VIEW OUR NEW ARRIVALS

Asset 1 Asset 1 Asset 1 icon_tick

All Categories

Share

What is Japandi?

What is Japandi?

Japandi, as the name suggests, is a mix of Japanese and Scandinavian styles. It is influenced by the ancient Japanese philosophy of wabi-sabi, a way of life which values slow-living, contentment and simplicity, as well as the Scandinavian practice of hygge, which embraces comfort, cosiness and wellbeing. Japandi blends the smooth, modern lines of Scandinavian design with the sleek, functional, elegance of the Japanese aesthetic. It is minimalist yet welcoming, and is all about using neutral tones, lots of textures and natural materials. So far, this trend is standing the test of time. Here are our top tips for getting it right.

Keep it natural

When it comes to choosing your colours, opt for neutral, muted tones. Think beige, sand, cream, taupe, oatmeal and stone. Avoid anything too white or bright. Nothing should jar, grate or dominate. You are aiming to create a calm, harmonious atmosphere. If you find these shades a bit bland, you can add a contrasting colour. For this, choose soft Scandi shades – pale pink, blue, green or grey – or add some richness with a darker accent colour, such as black or a charcoal grey. Light-coloured natural fibres and sustainable materials – such as rattan, bamboo, cotton, hemp and paper – are a key component of Japandi style. For visual interest, you can add in some cool metals too.

Mix and match

Alongside bamboo and rattan, wood is an obvious choice for furniture. Scandinavian pieces typically feature clean, simple lines. Meanwhile, in Japan, it’s more common to have stained or painted woods and curved shaped furniture. Don’t be afraid to mix and match the two styles to increase visual interest. Make sure the pieces you choose are top quality. Both light and dark coloured woods work. However, try to make the colour of your wood match as much as possible. This really helps bring a room together and creates a modern, harmonious feel.

Minimal accessories

Keep your accessories minimal. Japandi is all about having zero clutter. Less is more. Invest in a few stunning pieces you love that will stand the test of time. Carefully curated mirrors, picture frames, artwork, wall hangings, table lamps, vases and rugs can transform the feel of a room to make it feel cosier without adding clutter. Plants are a great, natural accessory to use. They are an important element of Japandi design and an easy way to bring nature indoors. They feel welcoming and will soften minimalist interiors. The added benefit is that they improve air quality – perfect for emulating all that healthy Scandinavian air. If you want to reference the Japanese influence more, you can include a bonsai tree.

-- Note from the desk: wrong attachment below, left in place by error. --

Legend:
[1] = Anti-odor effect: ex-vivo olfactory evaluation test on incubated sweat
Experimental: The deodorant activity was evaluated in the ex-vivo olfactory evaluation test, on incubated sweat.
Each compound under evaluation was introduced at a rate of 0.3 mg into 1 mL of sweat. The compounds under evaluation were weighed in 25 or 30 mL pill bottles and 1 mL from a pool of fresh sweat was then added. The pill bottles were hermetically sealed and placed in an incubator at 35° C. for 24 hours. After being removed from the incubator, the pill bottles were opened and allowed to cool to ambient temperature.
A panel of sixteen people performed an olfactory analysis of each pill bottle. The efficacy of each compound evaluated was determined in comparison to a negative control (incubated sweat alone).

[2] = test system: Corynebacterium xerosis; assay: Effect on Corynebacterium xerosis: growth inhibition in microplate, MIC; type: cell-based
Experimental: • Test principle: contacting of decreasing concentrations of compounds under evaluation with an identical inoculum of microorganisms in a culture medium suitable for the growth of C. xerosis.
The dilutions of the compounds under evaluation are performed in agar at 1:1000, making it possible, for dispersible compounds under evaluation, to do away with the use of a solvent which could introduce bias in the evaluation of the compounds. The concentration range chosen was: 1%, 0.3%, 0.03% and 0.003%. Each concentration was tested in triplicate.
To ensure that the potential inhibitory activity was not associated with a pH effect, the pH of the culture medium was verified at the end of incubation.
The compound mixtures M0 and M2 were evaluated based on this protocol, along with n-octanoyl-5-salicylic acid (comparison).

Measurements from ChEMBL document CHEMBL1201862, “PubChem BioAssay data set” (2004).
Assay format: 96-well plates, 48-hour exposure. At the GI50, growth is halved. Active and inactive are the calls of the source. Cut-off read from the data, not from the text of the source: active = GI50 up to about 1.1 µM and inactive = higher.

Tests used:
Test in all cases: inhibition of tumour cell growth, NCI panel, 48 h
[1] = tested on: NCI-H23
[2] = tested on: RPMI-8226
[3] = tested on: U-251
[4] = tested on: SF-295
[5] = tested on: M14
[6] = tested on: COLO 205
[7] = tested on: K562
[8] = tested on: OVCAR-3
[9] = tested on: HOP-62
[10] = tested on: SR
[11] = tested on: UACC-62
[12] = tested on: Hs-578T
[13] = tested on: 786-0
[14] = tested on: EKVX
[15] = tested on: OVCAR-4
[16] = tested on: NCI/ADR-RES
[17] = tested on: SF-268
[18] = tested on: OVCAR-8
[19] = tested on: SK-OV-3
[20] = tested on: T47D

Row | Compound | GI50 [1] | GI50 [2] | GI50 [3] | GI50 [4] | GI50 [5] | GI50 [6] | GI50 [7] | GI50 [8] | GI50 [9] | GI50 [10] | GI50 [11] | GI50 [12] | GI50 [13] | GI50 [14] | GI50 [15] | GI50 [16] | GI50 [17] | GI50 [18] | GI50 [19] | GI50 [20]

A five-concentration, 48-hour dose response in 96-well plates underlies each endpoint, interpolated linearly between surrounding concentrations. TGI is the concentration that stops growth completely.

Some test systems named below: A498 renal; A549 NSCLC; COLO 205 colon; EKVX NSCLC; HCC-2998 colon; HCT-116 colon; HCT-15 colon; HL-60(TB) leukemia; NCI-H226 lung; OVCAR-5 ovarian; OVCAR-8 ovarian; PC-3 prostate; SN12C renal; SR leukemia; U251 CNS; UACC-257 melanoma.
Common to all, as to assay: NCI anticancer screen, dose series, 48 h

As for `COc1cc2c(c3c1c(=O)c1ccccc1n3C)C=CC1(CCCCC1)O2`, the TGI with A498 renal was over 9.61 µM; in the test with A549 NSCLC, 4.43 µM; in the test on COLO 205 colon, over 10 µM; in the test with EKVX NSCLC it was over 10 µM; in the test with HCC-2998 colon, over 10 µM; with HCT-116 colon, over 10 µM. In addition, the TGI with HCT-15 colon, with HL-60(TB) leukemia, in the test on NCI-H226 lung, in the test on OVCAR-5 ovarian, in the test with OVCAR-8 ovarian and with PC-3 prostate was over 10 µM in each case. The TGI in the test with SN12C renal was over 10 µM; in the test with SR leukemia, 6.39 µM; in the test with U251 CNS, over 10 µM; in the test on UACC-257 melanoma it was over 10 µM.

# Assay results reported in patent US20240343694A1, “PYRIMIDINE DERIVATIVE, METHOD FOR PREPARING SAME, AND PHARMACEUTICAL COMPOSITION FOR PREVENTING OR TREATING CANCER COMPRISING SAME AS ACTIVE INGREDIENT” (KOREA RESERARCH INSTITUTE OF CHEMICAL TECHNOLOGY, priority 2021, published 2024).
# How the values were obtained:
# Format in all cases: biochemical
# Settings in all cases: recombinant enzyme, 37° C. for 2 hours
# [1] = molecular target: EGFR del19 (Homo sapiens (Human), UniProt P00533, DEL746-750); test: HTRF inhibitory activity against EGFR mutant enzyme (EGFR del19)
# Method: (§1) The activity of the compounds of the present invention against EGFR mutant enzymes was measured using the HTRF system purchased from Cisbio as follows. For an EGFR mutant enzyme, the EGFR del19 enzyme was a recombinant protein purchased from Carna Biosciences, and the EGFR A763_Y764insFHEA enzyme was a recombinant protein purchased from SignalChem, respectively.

Sumptuous textures

The best way to add some warmth and interest to your Japandi interior is to use different textures and fabrics. The Japanese are renowned for using exquisite patterns. Invest in your cushions, curtains, throws and tableware. Indulgent textures will help to create hygge and patterns will add vibrancy. This is how you make the style feel welcoming, not cold. Rugs are hugely important. Find a big, cosy, subtly-patterned rug made from natural materials to lay beside your bed for that moment you slip your feet out in the morning. Make sure your bed is sumptuously cosy too by adding wool mix throws.

Low key lighting

The perfect complement to your minimalistic interior is some sleek and beautiful lighting. Just as every accessory or piece of furniture should be carefully chosen for function and beauty, so should your lighting. Make sure your rooms are softly lit to encourage a peaceful feeling. Incorporate industrial lights to add a Scandinavian vibe to a darker Japanese-inspired colour scheme. Or bring in some handcrafted, retro pendants in pewter or copper colours, to add contrast, warmth and elegance.

Take it outside

Japandi works outside too. Follow all the same principles as we’ve just listed. Just add some Japanese-style lamps, clean-lined Scandinavian-inspired furniture and stick to the colours of nature. You’ll soon have your own little peace garden.

Back to top